The first Vikings to settle in south-east Sutherland came from Norway and probably arrived in the area c.850 AD by way of Orkney and Caithness. The creation of the Earldom of Orkney by King Harald Harfagri of Norway led to increased Viking activity in Sutherland (the ‘Southern land’ of the Earldom of Orkney) as the new earls sought to consolidate their hold on the northern mainland of Scotland.
From the time of the arrival of the Vikings in the middle of the 9th century through to the building of Dornoch Cathedral during the 1220s, south-east Sutherland was the site of numerous raids and skirmishes between the local Pictish tribes and the Norsemen.
One Viking warlord may have lingered in Dornoch longer than he intended. The Orkneyinga Saga tells how Sigurd the Powerful ruthlessly tricked his enemy Maelbrighte in 895, killing him and forty of his men. As Sigurd rode home in triumph with Maelbrighte's head strapped to his saddle, he gashed his leg on the dead man's tooth. The wound was fatal and Sigurd the Powerful was buried, says the saga 'in a mound on the bank of the River Oykell'.
The location of Sigurd's grave is still unknown, but some experts believe it is in Dornoch parish. The River Oykell flows into the sea through the Dornoch Firth and just at the mouth of the firth lies Cyderhall Farm which, in the 13th century, was known as Syvardhoch - or the 'howe (burial mound) of Sigurd'.
Gradually violence gave way to peaceful co-existence as the Vikings began to settle in the area, particularly on the fertile coastal strip of land around the Dornoch Firth, and marry into local families. The Viking presence in the area is indicated by a number of local place-names, notably Embo, Skibo and Skelbo (-bol means a ‘large farm on a prime site’).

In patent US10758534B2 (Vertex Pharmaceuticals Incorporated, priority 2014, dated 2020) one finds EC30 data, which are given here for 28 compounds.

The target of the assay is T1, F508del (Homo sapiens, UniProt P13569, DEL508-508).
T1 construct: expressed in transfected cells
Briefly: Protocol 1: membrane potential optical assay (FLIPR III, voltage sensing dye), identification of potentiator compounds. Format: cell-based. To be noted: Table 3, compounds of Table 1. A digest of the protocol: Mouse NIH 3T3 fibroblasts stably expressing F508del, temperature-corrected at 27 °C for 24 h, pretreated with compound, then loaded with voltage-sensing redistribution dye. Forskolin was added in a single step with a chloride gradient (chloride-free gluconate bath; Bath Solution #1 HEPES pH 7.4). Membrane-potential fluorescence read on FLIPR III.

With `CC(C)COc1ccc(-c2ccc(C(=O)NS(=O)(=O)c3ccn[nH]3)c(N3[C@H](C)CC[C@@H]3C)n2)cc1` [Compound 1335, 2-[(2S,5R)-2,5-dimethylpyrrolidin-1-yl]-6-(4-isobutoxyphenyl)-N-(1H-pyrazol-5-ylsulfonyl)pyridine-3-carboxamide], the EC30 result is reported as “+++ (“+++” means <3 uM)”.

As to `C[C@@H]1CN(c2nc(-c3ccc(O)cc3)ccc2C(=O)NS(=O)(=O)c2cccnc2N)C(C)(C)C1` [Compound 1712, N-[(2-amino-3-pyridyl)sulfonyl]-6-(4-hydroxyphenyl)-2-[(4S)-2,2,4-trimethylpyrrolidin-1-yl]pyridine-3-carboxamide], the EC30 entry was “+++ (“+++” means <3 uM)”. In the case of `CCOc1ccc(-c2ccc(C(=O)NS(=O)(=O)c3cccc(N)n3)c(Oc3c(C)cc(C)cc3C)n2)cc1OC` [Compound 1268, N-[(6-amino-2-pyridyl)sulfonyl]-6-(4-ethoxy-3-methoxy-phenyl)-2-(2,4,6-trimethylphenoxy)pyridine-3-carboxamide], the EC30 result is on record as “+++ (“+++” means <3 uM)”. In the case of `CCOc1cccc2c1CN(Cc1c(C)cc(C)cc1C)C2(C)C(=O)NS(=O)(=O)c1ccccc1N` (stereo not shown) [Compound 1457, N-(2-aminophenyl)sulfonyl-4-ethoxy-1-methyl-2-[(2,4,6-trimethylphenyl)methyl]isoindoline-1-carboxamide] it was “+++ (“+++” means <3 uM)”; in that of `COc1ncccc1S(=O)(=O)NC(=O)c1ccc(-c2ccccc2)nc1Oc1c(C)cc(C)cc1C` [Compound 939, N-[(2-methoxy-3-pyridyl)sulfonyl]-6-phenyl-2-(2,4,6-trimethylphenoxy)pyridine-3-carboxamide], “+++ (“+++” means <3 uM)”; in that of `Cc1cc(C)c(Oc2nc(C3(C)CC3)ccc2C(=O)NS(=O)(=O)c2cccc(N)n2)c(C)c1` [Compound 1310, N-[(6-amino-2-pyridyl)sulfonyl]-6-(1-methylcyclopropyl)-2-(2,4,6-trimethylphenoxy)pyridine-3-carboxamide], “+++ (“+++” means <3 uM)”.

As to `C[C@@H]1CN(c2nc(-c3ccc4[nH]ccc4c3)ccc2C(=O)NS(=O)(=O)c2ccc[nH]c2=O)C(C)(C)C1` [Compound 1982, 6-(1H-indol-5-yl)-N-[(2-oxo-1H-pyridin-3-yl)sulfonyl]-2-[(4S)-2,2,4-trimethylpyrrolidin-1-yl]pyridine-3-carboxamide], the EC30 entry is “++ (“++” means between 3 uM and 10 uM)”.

When the Scottish kings began to extend their authority northwards from the 12th century onwards, the Dornoch Firth effectively marked the border between the Kings of Scotland and the Norse Earls. Violence was still common in this frontier country, and although Scots and Norsemen shared the same Christian beliefs, the latter were no respecters of the dignity and sanctity of the Church and its servants – particularly when the Church was viewed by the Norse Earls as a tool of the Scottish Kings designed to extend their authority over Sutherland and Caithness.
David I (1084-1153) probably founded the Diocese of Caithness during the 12th century, and the seat of the diocese was at Halkirk in Caithness, an area effectively outside the control of the Scottish Kings. This lack of authority became evident when two successive Bishops, John and Adam, were attacked by local people: Bishop John was blinded and maimed, while his successor was brutally murdered and roasted in his own kitchen. Although royal retribution was swift and terrible, the attacks prompted Adam’s successor, Gilbert de Moravia to remove the seat of the diocese from Halkirk to the relative safety of Dornoch.
Some doubts remain as to the exact date of this battle: tradition suggests the 1240s, but more reliable recent evidence places the battle in the 1260s. The battle took place after a party of Danes landed at Little Ferry and encamped near Embo. The Earl of Sutherland asked Richard de Moravia (Gilbert’s brother who had been given Skelbo Castle by him in 1235) to engage the Danes and hold them in check until he assembled a strong enough force to come to Richard’s aid. The plan worked, and the Danes were routed on the arrival of the Earl. During the battle Richard was killed and Earl William reputedly slew the Danish leader with the leg of a horse, an incident that accounts for the horseshoe on Dornoch’s present coat-of-arms. After the battle the Earl arranged for Richard de Moravia’s burial in Dornoch Cathedral, where the remains of his damaged sarcophagus can still be seen.